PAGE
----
Citizens Against Lawsuit Abuse issued a press release today pointing out that, according to a new national study by the Center for Medicine in the Public Interest, many personal injury lawyer websites disguised as health care websites are jeopardizing public health.
Two entities have been mentioned above. Like our local baseball teams in Baltimore and Washington these days, you can’t tell the players without a scorecard.
Citizens Against Lawsuit Abuse sound like a bunch of nice, good folks from someplace like Iowa who want to fight abuses that concern our tort system. Using the word “citizens” helps create that effect. In fact, Citizens Against Lawsuit Abuse is a front for corporate America to limit the rights of product liability, accident, and medical malpractice victims (probably in that order for this group). I could write a lot about their funding, but I think this will suffice: Philip Morris is believed to be one of their biggest contributors. I have not looked at their website, but I will guess that’s not mentioned anywhere on there.
Center for Medicine in the Public Interest reportedly conducted the “study.” Now if you are unimpressed by the group’s title, nothing will impress you. I’m picturing a bunch of selfless doctors sitting around with a lot of medical books and journals trying to figure out how to help people. Yet, when their director appeared on PBS’s NewsHour with Jim Lehrer, they described him—apparently without objection – as a director of “a group that receives funding from the pharmaceutical industry.”
Do we really need a “study” on this topic? I’m not saying these sites are not out there, I must have seen none. The Internet is not such a behind-the-scenes world where we need a study to find out what is on it. Tell us the websites and what you believe is misleading about them.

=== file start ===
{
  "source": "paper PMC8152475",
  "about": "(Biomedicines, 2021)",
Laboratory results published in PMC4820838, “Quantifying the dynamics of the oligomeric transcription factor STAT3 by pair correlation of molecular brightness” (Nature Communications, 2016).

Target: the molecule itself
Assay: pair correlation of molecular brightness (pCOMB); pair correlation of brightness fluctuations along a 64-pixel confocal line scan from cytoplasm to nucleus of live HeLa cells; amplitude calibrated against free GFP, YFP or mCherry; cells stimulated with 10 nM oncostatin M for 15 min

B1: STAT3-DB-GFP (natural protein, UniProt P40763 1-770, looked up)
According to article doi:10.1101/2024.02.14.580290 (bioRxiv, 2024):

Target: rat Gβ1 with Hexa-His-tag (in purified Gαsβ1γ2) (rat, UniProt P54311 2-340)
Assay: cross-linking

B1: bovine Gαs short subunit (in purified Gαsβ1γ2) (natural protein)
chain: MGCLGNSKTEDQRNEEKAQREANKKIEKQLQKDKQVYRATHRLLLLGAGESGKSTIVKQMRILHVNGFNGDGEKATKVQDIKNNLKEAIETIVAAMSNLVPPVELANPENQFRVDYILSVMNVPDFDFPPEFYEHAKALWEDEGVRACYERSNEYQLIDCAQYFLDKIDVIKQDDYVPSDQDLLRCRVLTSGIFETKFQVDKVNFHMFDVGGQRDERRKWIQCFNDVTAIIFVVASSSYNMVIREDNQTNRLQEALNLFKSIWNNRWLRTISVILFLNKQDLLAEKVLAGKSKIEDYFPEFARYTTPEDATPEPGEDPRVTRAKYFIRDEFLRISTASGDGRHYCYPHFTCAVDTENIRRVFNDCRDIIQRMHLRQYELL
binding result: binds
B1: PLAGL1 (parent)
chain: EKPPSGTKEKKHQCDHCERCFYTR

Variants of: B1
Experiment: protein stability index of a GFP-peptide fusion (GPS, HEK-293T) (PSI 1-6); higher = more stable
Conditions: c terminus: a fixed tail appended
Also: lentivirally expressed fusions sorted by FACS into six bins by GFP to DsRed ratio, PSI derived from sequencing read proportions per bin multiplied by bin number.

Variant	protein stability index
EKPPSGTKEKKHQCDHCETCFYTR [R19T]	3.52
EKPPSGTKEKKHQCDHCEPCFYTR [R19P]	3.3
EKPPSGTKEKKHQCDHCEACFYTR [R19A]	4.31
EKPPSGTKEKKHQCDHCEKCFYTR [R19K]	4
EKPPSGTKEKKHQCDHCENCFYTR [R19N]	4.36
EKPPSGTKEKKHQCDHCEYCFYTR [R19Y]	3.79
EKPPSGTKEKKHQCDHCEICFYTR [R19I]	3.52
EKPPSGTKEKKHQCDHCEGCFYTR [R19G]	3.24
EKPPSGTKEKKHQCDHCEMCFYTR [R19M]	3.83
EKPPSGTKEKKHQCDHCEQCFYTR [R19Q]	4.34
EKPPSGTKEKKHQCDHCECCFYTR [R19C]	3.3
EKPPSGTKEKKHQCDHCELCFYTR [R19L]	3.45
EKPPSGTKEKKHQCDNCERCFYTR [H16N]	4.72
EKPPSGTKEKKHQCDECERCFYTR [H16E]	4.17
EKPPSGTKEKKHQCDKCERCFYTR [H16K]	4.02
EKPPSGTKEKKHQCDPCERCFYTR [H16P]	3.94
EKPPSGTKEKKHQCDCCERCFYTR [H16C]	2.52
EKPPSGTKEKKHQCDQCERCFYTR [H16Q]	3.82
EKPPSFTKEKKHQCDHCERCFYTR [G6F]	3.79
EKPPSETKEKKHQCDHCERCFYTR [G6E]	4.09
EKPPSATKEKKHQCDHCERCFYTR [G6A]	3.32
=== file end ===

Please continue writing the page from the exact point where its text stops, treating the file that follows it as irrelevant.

One of their findings is that 65% of search results on two FDA-approved prescription drugs – Crestor and Avandia – were on sites containing biased or unverified, negative information. I can’t speak much about Crestor, but, yes, lawyers have great discussions regarding Avandia on their websites. Most of them discussing the New England Journal of Medicine study on the problems with Avandia, which appears to show that Avandia significantly increases the risk of a heart attack. I would be curious whether the Citizens Against Lawsuit Abuse find information in the New England Journal of Medicine as “unverified negative information.” I think they would find the health risks of tobacco to be “unverified negative information.” This reminds me of the lawyer that objects to evidence as “unduly prejudicial” because the information is harmful to the lawyer’s client’s case.
Look, make a list of personal injury lawyer websites that are pretending to be health care websites offering medical advice and opinions. Let’s look at those and evaluate whether they are misleading the public by pretending to be health care websites or if they are providing information that is incorrect.
The Citizens Against Lawsuit Abuse accusing someone pretending to be something they are not is downright Spitzer-like.